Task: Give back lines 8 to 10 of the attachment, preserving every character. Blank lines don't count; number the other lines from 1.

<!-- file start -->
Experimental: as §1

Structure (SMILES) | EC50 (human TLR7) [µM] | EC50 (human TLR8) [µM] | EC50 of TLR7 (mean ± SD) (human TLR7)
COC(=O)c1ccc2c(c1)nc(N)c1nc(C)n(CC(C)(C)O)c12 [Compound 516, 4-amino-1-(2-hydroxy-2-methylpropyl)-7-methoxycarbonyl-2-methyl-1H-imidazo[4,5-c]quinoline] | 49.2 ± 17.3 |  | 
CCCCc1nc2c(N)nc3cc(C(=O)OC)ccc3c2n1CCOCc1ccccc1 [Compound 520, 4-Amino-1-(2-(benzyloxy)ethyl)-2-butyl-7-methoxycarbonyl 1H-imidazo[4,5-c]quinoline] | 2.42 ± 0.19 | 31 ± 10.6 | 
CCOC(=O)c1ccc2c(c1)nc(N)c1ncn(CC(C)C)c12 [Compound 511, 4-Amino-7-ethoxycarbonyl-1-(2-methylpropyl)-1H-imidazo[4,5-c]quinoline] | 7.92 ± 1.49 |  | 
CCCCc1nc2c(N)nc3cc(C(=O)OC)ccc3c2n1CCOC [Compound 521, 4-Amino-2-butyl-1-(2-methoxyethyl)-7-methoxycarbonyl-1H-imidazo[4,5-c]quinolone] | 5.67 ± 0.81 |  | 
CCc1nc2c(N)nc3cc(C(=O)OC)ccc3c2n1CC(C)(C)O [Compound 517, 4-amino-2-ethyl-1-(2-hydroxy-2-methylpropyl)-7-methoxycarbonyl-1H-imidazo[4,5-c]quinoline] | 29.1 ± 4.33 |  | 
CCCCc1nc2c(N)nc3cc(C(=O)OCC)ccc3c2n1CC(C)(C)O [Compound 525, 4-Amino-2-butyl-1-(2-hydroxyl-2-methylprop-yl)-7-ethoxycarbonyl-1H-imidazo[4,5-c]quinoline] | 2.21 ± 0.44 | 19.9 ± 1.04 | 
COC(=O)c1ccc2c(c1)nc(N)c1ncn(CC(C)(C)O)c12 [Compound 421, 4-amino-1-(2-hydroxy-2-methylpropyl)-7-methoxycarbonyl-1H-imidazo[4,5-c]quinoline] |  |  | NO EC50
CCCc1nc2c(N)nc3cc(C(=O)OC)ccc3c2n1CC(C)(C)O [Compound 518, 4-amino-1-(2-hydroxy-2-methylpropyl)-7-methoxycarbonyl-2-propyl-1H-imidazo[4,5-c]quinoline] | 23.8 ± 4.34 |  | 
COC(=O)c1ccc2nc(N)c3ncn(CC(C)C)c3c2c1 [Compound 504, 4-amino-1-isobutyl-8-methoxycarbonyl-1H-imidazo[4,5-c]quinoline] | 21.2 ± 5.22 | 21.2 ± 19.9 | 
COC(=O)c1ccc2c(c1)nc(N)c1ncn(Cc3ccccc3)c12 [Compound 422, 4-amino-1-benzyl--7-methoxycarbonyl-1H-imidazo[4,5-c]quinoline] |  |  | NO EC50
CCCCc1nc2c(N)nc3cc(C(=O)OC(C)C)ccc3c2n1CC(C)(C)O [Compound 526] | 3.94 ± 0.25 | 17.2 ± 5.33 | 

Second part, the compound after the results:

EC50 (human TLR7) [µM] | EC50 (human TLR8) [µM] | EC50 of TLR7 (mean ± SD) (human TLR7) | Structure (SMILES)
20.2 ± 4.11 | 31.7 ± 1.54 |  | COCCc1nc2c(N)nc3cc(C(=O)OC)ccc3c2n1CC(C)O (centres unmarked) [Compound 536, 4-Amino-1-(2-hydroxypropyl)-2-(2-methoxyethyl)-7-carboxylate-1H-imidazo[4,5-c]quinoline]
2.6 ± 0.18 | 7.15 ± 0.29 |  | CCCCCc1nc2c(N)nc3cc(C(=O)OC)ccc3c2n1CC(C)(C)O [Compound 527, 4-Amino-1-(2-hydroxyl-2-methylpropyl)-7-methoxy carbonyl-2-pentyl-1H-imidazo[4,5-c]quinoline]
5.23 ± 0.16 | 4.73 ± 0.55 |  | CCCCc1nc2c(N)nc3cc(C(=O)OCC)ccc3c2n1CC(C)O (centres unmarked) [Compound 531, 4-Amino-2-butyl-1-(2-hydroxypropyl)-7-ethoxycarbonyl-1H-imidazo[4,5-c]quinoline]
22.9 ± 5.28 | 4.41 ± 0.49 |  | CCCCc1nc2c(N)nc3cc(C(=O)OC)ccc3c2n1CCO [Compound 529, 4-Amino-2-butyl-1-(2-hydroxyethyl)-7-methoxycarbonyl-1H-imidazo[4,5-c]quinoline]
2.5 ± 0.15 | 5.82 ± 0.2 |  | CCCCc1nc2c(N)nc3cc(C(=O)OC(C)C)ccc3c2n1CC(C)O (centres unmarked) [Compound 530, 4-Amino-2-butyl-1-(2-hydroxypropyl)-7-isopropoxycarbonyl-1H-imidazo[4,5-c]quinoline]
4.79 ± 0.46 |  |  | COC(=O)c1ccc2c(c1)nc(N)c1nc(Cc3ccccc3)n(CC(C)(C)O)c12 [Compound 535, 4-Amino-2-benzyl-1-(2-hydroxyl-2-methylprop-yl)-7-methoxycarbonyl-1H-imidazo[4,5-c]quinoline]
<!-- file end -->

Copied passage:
CCCCc1nc2c(N)nc3cc(C(=O)OCC)ccc3c2n1CC(C)(C)O [Compound 525, 4-Amino-2-butyl-1-(2-hydroxyl-2-methylprop-yl)-7-ethoxycarbonyl-1H-imidazo[4,5-c]quinoline] | 2.21 ± 0.44 | 19.9 ± 1.04 | 
COC(=O)c1ccc2c(c1)nc(N)c1ncn(CC(C)(C)O)c12 [Compound 421, 4-amino-1-(2-hydroxy-2-methylpropyl)-7-methoxycarbonyl-1H-imidazo[4,5-c]quinoline] |  |  | NO EC50
CCCc1nc2c(N)nc3cc(C(=O)OC)ccc3c2n1CC(C)(C)O [Compound 518, 4-amino-1-(2-hydroxy-2-methylpropyl)-7-methoxycarbonyl-2-propyl-1H-imidazo[4,5-c]quinoline] | 23.8 ± 4.34 |  | 